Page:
Working with managers from the Former Soviet Union (FSU)

This post will describe my experience is working with people from the former Soviet Union.
I do not suggest that I describe anything more than my experience. Every pattern has exceptions, we all know worldly Americans, disorganized Germans, loud Thais and humble Israelis. But there are patterns.

I have worked with about 40 people from the FSU in intensive consulting relationships. Over time, I began to see things that repeat themselves despite different types of business, different ages, and a different time frame for having left the FSU.

The people I have worked/work with are based in Germany, the UK, the US, Canada and Israel.

1) Relationships start from mistrust, then migrate to trust.
2) There is a lot of cynicism, and most of it is healthy. Cynicism is the parallel of the American yes-we-can, except it is no-we-can’t. However, it is a starting point from which to move on to: how can we do it anyway.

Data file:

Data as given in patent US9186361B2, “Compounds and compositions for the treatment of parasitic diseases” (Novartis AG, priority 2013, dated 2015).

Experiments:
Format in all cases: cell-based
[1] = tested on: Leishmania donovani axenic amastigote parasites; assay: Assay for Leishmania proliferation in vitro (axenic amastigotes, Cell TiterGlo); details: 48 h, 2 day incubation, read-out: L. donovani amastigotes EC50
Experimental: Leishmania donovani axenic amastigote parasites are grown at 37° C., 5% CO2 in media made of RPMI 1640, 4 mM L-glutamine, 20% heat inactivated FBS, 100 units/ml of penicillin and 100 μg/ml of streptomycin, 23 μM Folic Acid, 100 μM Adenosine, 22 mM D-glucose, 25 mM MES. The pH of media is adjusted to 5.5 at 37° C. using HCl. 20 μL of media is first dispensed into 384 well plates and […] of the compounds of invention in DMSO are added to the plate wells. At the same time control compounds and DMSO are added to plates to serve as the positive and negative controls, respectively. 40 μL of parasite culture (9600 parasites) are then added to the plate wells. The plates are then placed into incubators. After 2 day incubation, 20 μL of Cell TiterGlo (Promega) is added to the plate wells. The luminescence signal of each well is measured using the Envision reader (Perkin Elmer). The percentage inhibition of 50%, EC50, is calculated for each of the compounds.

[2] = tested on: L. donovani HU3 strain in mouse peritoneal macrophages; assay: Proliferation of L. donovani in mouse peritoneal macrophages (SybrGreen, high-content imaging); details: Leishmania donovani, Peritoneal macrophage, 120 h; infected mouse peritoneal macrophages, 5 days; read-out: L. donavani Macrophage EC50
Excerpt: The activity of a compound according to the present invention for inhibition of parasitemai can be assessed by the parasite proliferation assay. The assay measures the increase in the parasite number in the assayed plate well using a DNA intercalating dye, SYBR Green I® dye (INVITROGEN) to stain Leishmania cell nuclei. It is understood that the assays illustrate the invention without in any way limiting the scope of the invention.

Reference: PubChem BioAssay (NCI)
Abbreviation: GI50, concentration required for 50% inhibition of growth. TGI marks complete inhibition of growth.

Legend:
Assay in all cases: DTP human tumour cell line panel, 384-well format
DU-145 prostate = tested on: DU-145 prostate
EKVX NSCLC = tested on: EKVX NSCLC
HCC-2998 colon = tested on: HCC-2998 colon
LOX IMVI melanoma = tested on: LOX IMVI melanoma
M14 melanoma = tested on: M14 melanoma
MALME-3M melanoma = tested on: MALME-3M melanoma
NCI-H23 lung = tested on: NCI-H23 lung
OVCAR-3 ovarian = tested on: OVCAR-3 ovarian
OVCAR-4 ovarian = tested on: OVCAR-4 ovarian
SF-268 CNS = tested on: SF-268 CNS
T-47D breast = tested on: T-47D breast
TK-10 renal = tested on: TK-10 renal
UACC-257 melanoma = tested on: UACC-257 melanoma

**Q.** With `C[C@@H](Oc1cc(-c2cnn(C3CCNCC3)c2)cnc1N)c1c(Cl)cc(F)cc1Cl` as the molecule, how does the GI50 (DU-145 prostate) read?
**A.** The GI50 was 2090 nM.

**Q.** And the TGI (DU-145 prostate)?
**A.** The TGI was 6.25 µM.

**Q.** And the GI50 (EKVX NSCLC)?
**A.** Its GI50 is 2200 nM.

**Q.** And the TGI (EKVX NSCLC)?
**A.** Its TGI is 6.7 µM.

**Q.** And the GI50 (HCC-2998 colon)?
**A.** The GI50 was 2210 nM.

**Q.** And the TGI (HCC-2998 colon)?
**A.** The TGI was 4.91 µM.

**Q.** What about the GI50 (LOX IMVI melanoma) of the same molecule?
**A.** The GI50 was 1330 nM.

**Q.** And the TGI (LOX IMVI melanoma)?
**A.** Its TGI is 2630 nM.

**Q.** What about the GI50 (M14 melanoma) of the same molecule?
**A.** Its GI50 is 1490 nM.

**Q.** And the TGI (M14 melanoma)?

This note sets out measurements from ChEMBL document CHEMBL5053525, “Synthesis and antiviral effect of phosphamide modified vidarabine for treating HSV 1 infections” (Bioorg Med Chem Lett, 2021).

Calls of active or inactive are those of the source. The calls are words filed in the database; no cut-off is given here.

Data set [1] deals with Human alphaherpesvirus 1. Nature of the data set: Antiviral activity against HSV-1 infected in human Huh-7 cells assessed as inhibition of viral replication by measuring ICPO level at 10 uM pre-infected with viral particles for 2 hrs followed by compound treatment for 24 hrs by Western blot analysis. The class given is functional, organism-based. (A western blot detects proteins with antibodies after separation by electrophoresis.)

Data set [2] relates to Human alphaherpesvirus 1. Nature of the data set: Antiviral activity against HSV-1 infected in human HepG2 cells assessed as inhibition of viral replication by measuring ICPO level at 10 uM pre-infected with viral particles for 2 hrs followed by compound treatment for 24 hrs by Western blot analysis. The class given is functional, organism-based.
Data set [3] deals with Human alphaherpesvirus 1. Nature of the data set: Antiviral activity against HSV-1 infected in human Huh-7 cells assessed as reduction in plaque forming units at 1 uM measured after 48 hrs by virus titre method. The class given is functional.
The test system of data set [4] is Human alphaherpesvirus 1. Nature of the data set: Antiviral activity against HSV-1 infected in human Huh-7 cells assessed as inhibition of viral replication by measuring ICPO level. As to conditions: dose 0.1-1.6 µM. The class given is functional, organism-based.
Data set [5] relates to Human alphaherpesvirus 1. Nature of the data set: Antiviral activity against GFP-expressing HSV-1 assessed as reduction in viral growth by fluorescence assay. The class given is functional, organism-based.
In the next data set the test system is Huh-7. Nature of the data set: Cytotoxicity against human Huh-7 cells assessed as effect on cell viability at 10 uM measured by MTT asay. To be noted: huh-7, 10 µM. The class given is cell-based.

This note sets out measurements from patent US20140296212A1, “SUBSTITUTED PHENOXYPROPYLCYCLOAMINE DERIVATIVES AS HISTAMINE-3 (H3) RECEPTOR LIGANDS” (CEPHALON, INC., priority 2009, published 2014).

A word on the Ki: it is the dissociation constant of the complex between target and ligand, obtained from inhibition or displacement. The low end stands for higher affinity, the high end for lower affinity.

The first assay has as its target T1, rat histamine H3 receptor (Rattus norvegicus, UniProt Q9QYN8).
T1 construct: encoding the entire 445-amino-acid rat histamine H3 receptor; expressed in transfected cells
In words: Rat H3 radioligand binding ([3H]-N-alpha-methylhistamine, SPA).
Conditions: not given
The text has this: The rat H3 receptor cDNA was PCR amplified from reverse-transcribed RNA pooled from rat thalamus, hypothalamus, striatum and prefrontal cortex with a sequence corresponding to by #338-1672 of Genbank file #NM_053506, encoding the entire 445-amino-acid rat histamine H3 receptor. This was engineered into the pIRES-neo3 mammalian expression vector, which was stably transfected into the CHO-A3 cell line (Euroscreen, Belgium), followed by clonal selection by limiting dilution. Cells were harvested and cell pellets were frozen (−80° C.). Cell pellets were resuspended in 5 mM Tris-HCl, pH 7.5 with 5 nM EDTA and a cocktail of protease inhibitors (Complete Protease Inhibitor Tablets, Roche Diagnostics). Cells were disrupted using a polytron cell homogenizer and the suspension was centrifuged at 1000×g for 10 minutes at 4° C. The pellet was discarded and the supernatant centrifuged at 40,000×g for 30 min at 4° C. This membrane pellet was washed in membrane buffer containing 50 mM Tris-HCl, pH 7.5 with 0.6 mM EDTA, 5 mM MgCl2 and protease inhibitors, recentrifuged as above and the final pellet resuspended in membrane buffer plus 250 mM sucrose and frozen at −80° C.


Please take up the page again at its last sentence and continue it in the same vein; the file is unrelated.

This stands in sharp contrast to yes-we-canners, who suddenly develop cold feet.
3) There is a lot of compassion and true caring, masked by toughness. The talk is soft and the heart is compassionate.
4) There is a lot of passion, a lot of investment, and a lot of emotion.
5) Organizations are about details, not high level abstractions. There is very low tolerance for sloganeering. It is all about pragmatism. Idealism and Utopian ideas are scorned.
6) Transparency is viewed with deep suspicion. Yes, it is needed, but organizations are political, and people need to protect themselves.
7) Things are thought out and thrashed through in informal meetings with trusted people. Formal meetings are more ceremonial.
8) Communication style is dour with little place for humour in formal setting, although informally, the dourness melts away!

My satiric Gloria blog has an absurd character called Comrade Carl Marks. Many former Russians love this colourful character. Many Americans/Canadians have told me that Comrade Carl is a bit insulting. Very telling difference.